Editorial note: I originally wrote this post for the LogEntries blog. You can check out the original here, at their site. While you’re there, sign up for the service and check it out.
It seems almost strange to talk about avoiding things while logging. After all, logging is your last line of defense or your salvation in many cases. Some crazy bug in the field that shows up every third full moon? An external auditor looking at your app’s runtime behavior? Logging to the rescue.
So naturally, is stands to reason that you would want to log just about everything your application. Whenever there’s any doubt, slam a logger call in there and let log level sort out the details. You can always filter logs, but you can’t magic stuff into them after the fact. So why, then, talk of avoidance?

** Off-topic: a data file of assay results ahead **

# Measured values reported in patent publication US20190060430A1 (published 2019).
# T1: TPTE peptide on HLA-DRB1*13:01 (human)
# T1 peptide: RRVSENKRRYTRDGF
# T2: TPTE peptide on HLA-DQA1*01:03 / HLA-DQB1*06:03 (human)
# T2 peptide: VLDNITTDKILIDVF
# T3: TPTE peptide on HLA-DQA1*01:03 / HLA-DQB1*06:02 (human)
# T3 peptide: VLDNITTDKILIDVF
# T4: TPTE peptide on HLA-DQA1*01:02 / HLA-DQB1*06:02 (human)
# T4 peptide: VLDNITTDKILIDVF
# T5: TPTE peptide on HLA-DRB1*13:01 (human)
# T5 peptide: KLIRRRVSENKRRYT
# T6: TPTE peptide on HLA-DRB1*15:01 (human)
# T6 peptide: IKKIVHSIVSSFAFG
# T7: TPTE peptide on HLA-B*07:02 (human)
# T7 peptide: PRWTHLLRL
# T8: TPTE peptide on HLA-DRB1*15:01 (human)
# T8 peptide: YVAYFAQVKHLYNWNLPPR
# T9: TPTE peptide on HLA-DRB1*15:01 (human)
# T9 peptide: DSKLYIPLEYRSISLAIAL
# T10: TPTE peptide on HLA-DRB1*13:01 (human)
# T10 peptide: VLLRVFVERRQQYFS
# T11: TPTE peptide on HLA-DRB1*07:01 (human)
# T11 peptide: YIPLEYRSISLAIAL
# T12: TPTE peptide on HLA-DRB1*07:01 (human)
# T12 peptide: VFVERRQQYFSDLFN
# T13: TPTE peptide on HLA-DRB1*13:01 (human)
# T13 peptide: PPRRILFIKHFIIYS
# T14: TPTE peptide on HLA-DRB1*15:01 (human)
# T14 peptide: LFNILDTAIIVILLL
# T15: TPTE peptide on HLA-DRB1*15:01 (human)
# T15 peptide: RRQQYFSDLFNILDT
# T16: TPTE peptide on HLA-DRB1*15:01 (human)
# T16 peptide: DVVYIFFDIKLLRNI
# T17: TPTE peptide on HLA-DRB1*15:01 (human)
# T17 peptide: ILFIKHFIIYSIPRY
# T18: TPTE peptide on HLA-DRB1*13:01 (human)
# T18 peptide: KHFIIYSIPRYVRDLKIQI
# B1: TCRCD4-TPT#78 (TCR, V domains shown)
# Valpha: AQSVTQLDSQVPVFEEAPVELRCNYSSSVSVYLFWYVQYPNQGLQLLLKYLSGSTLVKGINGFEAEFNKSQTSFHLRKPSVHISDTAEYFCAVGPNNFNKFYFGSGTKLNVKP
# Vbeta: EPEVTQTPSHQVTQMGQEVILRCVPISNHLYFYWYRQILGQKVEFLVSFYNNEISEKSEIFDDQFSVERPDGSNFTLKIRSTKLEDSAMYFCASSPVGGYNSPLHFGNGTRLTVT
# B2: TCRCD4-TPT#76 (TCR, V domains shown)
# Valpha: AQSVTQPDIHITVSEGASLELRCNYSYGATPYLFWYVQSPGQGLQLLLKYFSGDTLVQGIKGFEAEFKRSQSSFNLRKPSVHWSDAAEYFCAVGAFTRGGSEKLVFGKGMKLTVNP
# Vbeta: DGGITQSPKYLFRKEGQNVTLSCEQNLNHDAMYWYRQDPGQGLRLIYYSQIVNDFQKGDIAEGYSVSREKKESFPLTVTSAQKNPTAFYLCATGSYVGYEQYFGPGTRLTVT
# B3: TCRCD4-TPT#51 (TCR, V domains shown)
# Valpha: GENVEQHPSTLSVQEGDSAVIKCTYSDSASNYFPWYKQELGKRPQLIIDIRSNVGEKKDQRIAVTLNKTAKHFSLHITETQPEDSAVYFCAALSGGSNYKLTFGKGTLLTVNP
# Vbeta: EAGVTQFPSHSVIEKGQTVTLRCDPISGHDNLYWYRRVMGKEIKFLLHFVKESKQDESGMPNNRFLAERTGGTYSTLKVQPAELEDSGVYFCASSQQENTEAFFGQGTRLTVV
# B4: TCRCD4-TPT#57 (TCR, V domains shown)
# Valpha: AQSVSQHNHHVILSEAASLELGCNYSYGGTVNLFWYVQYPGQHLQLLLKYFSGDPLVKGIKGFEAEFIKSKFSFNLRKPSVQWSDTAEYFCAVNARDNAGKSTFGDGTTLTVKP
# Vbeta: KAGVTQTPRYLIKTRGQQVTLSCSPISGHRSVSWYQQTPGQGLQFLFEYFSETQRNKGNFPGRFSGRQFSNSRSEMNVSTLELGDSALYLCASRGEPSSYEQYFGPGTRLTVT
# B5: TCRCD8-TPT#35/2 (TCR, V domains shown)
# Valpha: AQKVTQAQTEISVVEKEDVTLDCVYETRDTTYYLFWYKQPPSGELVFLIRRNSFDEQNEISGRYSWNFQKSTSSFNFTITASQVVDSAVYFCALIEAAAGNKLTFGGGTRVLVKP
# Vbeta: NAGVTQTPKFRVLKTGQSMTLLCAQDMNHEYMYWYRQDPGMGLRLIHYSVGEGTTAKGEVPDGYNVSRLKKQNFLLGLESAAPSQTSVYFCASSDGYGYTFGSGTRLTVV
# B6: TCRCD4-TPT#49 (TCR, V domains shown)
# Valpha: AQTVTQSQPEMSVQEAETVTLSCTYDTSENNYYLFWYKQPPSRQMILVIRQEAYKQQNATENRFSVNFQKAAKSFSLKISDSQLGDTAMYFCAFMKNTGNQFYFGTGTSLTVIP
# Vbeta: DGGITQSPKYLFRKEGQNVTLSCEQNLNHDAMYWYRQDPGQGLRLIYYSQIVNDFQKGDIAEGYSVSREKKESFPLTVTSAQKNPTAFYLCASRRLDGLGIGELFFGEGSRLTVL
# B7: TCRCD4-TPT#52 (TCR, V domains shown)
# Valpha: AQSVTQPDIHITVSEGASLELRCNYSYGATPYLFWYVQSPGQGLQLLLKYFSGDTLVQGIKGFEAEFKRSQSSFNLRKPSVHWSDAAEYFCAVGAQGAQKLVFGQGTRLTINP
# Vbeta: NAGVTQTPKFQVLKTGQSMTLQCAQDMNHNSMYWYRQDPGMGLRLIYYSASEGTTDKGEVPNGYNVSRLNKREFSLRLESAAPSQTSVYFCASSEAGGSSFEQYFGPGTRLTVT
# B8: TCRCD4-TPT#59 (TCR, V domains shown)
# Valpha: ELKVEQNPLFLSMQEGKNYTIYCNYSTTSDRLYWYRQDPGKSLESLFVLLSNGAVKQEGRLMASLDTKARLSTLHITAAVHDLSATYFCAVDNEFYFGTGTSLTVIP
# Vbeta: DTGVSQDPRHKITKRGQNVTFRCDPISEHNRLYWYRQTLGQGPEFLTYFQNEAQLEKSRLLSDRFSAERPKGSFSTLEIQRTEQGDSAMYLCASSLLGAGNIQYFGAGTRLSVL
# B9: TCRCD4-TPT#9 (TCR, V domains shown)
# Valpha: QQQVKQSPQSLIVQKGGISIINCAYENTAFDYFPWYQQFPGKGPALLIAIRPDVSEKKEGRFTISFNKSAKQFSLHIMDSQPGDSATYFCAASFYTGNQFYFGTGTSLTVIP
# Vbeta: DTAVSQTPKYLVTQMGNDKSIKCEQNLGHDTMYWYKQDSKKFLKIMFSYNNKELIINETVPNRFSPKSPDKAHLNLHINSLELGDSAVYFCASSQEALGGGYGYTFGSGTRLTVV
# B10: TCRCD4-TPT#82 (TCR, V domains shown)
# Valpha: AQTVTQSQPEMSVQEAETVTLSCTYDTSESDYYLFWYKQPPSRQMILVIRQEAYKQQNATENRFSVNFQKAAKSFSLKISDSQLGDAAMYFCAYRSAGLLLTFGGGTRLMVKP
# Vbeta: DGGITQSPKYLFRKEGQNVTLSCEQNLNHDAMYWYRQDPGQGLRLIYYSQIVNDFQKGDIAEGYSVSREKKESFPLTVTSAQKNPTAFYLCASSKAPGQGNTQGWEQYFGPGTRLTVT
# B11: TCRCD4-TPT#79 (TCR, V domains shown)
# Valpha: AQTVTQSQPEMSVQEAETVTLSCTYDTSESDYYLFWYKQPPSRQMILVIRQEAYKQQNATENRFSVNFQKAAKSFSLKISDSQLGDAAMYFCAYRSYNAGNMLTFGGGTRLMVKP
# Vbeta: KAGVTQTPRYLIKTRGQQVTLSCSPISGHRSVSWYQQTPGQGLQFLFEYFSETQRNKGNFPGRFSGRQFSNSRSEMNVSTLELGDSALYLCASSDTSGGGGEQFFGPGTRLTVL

Well, it turns out that, while logging may be a highly inclusive activity in terms of what should be included, there are ways to create problems. You want to be liberal in terms of what you log, but judicious and wise in terms of how you log it. You don’t want to indulge in a feckless free-for-all when it comes to the calls you make to your application’s logger.
So what are these problems, and how to avoid them? Let’s take a look at some things that can come back to bite you.